* Stronger incentives for productive behavior. Flat tax rates almost always mean a lower tax rate on work, saving, investment, risk-taking, and entrepreneurship.
* Encouraging capital accumulation. As noted in the previous section, few if any flat tax systems live up to the Hall/Rabushka goal of eliminating all discriminatory taxes on income that is saved and invested. Yet most of the world’s flat tax systems have reduced the tax penalty on capital.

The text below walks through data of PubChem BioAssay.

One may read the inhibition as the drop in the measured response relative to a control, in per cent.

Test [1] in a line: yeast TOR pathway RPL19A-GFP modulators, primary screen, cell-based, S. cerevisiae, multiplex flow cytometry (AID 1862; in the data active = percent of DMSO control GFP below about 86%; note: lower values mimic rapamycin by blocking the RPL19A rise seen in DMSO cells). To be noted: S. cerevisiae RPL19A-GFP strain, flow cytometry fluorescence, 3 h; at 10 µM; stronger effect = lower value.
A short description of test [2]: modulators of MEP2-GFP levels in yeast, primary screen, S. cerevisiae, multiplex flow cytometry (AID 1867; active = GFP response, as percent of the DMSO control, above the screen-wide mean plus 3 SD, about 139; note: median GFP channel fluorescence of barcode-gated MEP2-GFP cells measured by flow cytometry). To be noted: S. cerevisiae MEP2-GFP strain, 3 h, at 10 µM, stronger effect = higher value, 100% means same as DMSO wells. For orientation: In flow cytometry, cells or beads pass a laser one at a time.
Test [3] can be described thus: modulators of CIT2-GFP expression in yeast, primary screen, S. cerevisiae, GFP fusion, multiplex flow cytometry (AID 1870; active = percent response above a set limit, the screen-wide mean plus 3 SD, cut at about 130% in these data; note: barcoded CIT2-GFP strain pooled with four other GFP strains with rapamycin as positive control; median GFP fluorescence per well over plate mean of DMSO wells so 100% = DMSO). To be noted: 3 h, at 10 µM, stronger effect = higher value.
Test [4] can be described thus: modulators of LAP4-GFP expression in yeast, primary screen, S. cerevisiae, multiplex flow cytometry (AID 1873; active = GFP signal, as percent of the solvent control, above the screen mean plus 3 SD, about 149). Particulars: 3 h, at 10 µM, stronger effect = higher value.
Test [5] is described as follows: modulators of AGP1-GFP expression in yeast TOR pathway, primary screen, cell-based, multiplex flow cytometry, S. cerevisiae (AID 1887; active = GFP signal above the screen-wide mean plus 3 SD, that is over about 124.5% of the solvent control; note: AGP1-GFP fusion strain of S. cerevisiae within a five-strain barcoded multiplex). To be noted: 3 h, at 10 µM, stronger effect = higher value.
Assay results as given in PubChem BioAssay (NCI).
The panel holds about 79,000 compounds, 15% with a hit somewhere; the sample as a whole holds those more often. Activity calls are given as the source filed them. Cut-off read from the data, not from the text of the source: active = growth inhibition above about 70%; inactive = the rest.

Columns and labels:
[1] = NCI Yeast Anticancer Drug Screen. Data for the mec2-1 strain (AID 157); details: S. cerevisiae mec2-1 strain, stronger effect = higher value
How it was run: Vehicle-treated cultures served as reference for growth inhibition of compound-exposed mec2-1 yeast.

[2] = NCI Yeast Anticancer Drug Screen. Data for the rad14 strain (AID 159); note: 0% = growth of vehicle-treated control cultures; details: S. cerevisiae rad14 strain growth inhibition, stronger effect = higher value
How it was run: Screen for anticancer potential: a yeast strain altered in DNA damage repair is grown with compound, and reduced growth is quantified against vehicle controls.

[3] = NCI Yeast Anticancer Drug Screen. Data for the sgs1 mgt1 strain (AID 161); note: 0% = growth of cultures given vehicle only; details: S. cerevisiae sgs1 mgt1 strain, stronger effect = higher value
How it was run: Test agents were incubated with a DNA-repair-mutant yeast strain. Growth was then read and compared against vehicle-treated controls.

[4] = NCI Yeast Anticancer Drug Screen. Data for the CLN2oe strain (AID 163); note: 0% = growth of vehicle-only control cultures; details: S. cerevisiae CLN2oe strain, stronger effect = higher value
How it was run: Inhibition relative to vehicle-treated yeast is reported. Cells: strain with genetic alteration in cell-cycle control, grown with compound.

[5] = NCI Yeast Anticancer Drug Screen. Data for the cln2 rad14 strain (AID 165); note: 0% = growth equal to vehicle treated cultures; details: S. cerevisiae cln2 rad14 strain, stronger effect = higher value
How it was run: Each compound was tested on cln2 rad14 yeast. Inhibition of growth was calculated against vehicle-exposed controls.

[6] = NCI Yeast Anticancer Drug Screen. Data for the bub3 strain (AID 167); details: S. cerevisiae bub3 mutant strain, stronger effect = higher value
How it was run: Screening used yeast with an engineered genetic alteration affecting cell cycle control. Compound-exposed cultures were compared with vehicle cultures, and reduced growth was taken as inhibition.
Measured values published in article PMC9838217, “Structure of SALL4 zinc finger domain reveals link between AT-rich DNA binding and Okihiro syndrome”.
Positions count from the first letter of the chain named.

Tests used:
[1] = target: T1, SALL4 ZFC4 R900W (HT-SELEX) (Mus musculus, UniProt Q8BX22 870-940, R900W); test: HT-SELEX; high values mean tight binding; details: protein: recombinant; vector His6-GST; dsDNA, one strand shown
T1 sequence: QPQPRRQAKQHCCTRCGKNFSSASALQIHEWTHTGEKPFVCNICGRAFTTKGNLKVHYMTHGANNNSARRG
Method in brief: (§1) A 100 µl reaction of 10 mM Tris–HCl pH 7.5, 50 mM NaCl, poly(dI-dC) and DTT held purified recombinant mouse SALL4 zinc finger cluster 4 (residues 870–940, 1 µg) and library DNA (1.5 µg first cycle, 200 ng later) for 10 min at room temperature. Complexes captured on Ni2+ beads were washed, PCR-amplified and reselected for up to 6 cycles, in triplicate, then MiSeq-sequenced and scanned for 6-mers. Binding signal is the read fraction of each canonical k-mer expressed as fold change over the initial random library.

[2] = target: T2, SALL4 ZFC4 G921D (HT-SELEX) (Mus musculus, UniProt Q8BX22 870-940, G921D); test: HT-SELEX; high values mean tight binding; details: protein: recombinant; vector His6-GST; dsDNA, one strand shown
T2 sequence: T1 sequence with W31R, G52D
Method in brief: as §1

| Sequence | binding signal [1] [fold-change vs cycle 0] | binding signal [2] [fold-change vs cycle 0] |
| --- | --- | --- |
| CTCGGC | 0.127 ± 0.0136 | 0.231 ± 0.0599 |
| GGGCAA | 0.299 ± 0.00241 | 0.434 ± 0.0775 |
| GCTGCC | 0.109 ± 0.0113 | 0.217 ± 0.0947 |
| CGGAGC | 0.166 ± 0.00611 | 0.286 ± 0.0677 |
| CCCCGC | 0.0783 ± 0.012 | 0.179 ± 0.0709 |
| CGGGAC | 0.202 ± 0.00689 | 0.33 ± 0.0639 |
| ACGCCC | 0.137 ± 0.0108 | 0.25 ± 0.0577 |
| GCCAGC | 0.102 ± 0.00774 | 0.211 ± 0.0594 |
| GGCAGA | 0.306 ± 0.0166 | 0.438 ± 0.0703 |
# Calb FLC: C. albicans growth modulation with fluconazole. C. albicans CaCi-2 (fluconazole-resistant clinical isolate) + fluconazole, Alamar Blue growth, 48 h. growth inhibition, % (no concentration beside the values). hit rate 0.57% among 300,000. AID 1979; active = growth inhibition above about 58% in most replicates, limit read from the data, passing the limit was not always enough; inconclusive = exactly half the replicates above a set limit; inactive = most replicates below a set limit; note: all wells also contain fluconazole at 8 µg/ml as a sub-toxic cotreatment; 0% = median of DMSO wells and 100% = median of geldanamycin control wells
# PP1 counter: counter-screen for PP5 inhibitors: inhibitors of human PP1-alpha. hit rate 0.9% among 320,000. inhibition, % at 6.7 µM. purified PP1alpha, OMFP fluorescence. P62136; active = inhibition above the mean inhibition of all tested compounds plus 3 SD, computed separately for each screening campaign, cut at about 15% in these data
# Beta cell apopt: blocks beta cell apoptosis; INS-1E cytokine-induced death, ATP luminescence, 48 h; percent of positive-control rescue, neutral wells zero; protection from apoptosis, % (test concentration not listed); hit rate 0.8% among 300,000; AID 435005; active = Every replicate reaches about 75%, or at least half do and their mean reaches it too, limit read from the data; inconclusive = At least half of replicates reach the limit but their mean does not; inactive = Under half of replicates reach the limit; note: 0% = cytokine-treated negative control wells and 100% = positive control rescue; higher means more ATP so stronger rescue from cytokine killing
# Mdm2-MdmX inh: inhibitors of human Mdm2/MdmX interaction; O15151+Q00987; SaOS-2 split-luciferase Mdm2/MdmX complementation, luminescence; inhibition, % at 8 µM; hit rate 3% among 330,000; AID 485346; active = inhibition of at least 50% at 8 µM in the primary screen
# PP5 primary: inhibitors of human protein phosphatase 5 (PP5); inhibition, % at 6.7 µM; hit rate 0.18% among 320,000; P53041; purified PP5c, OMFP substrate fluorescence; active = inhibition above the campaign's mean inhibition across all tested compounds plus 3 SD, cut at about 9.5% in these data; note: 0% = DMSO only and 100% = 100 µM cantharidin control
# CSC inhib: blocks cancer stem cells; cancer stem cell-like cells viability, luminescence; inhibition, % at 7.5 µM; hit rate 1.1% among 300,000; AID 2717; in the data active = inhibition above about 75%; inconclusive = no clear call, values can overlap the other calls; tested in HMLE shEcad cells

* Evening out the tax burden. Some nations (like Slovakia, Estonia, and Hong Kong) have done a better job than others, but most every flat tax system includes a reduction in the special preferences that distort market decisions and cause economic inefficiency.
Friday, May 4, 2007
American.com magazine has posted an excellent article about the flat tax revolution. While not quite the solution to all ills, flat tax does stimulate growth by not penalizing people who want to earn more (0 marginal tax rate). The article lists several accomplishments: